Long before the United States Constitution was ratified, Americans displayed a deep skepticism of the judiciary. Codification of extremely detailed and complex laws was the palliate to judicial activism. People believed that if the laws were all published and readily accessible, judges would have less ability to substitute their own personal values and predilections for the will of the people, established through the legislation promulgated by their chosen representatives. Hamilton's first essay on the judiciary assured New Yorkers that "the judiciary is beyond comparison the weakest of the three departments of power" and that "the liberty of the people can never be endangered ... so long as the judiciary remains truly distinct from both the legislative and executive." But history has revealed that the judiciary wields great power in its ability to engineer social change under the guise of "interpreting" the Constitution or statutes. Judicial activism is not only quite often expected, it is also praised-by those who support the result.
A significant distinction must be made, however, between a good decision and a desirable result. A good decision is a principled one: a decision reached by using accepted tools of construction and recognizing both the appropriate role of the judiciary as the nonpolitical branch and the limited role of the judiciary in deciding social policy, regardless of whether the decision-maker necessarily agrees with the outcome. This distinction is too often glossed over by those who find that the end, which is necessarily value-laden, is justified by the means, usually judicial overreaching. However, the integrity of our tripartite governmental structure simply must be elevated over the expediency of a desired result. A contrary approach leads to judicial legislating such as that of Roe v. Wade, which robs the people of their ability to discuss and decide controversial issues for themselves, and to "truisms" such as that offered by one lawyer: "I don't want to know what the law is, [sic] I want to know who the judge is."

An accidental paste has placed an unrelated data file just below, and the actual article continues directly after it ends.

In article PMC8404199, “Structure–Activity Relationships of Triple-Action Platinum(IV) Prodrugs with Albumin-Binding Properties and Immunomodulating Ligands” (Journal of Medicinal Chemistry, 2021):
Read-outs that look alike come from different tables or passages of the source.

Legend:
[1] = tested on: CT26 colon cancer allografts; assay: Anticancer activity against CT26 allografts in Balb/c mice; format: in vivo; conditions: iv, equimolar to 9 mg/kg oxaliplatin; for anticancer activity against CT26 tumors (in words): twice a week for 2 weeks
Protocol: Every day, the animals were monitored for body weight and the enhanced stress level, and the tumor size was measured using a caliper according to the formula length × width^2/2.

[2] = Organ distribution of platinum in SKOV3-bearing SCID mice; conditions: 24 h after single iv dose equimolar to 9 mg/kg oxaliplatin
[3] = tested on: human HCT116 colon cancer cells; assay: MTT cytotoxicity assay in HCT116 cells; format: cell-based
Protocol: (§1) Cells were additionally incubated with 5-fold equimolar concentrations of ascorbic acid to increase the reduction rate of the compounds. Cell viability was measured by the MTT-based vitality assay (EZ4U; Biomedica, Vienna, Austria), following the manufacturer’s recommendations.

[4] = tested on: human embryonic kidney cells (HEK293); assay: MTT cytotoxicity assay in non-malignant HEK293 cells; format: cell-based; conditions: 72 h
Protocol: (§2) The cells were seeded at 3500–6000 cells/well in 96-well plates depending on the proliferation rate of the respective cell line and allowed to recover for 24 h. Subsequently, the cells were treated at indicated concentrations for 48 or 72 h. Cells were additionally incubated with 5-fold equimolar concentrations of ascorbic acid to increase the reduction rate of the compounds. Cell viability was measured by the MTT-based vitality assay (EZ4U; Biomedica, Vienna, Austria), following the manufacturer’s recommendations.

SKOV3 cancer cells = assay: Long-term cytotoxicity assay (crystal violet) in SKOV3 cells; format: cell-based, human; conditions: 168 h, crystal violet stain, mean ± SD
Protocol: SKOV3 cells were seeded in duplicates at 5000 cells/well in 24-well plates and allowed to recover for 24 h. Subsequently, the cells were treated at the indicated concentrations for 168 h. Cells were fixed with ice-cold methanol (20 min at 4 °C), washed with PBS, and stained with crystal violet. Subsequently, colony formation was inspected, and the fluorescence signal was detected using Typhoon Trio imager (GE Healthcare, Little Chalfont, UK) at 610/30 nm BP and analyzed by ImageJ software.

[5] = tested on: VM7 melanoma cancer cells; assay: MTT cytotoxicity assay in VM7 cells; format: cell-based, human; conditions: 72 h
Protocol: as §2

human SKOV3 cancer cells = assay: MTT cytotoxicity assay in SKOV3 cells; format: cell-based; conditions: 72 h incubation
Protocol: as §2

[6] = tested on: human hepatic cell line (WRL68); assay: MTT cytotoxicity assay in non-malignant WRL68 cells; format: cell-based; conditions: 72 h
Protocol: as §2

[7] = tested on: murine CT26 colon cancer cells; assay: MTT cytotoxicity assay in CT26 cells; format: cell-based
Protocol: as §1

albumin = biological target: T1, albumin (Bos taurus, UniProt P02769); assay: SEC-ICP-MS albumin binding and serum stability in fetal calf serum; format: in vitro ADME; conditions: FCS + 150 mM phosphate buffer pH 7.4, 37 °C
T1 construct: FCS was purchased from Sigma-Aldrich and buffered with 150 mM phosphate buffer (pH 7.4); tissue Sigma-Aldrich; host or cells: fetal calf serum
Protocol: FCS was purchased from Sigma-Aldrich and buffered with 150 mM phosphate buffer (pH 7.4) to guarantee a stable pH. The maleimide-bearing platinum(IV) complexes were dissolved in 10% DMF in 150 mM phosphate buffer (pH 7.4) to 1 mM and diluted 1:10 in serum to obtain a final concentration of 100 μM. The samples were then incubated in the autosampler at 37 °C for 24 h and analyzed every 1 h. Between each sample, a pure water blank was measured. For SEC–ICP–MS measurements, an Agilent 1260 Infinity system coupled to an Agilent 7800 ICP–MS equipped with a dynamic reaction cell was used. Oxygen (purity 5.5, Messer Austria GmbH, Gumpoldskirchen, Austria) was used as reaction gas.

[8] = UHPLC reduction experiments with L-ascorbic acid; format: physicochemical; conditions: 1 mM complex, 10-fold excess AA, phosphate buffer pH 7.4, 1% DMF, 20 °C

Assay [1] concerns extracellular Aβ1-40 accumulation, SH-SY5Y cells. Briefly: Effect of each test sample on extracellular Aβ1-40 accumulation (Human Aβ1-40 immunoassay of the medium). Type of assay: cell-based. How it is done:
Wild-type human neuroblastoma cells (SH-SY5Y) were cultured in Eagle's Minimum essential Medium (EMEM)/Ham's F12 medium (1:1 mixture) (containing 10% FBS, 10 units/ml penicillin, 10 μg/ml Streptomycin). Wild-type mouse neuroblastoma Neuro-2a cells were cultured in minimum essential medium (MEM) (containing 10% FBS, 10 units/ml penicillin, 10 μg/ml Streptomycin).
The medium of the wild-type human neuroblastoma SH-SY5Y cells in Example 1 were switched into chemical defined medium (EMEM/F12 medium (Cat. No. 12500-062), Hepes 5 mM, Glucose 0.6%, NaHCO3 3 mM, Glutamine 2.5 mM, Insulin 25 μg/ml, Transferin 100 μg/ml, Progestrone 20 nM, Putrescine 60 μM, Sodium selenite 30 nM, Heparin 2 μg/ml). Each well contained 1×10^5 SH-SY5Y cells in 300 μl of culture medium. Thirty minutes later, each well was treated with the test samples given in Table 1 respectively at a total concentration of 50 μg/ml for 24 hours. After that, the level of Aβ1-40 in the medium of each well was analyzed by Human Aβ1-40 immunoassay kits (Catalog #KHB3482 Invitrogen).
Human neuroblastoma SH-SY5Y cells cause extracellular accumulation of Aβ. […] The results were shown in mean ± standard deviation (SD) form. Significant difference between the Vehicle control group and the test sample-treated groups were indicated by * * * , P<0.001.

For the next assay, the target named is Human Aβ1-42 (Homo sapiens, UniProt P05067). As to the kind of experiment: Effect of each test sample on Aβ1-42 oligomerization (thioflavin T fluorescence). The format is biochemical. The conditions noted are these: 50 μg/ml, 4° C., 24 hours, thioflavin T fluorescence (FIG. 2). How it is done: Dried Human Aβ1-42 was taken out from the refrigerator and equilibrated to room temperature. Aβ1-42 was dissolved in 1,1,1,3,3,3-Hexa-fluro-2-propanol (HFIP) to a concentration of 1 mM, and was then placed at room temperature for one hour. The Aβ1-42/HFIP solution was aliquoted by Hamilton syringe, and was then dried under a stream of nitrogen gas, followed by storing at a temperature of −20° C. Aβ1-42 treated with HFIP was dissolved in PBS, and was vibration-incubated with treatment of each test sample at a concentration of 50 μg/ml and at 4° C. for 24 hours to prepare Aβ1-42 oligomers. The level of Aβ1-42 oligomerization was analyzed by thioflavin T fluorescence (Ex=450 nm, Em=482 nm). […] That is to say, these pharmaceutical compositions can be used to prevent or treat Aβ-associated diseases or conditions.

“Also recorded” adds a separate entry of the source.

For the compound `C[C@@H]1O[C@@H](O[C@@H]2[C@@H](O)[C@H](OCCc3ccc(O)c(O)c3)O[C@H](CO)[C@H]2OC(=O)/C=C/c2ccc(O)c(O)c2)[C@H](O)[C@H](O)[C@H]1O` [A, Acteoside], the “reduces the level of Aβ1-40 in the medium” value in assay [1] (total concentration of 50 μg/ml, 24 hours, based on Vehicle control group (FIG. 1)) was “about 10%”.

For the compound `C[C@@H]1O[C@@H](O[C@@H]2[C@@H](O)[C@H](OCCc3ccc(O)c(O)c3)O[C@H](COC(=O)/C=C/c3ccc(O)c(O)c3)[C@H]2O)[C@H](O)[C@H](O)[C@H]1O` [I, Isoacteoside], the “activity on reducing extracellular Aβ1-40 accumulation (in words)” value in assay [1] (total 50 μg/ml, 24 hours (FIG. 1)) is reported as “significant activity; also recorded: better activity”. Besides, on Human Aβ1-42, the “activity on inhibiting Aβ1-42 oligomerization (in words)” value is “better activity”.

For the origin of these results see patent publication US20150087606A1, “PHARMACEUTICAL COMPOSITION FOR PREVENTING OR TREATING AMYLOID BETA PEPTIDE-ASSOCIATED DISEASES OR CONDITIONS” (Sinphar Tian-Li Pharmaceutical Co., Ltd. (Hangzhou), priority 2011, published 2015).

The presidential election debacle in Florida epitomizes judicial overreaching in order to obtain a particular result. While most Americans watched the goings-on as a fascinating, or frightening, political battle, those in the legal profession understood the serious implications of the court's being drawn into that battle. The opinions of the Supreme Court of Florida-once stripped of their ramifications for the presidential candidates-were simply unjustifiable as good legal decisions. The court issued two significant opinions during the thirty-six day election: Palm Beach County Canvassing Board v. Harris, ("Palm Beach") in which the court suspended a statutory deadline as an exercise of its "equitable" power, and Gore v. Harris, in which the court ordered a statewide manual recount of undervotes for presidential candidates. Neither opinion bears close scrutiny. In their apparent haste to reach a desired result, the justices departed from traditional standards of review, gave mere lip service to canons of statutory construction, clearly departed from legal precedents, and reached a conclusion antithetical to their purported purpose of ensuring the integrity of the rights of Florida voters. In so doing, the court abdicated its limited role in the operation of our government-a role that does not include choosing a President.
Hammond, Theresa H.
"Judicial Jabberwocky in the Presidential Election 2000: When Law and Facts Collide with Politics,"
Mercer Law Review: Vol. 52:
4, Article 16.
Available at: https://digitalcommons.law.mercer.edu/jour_mlr/vol52/iss4/16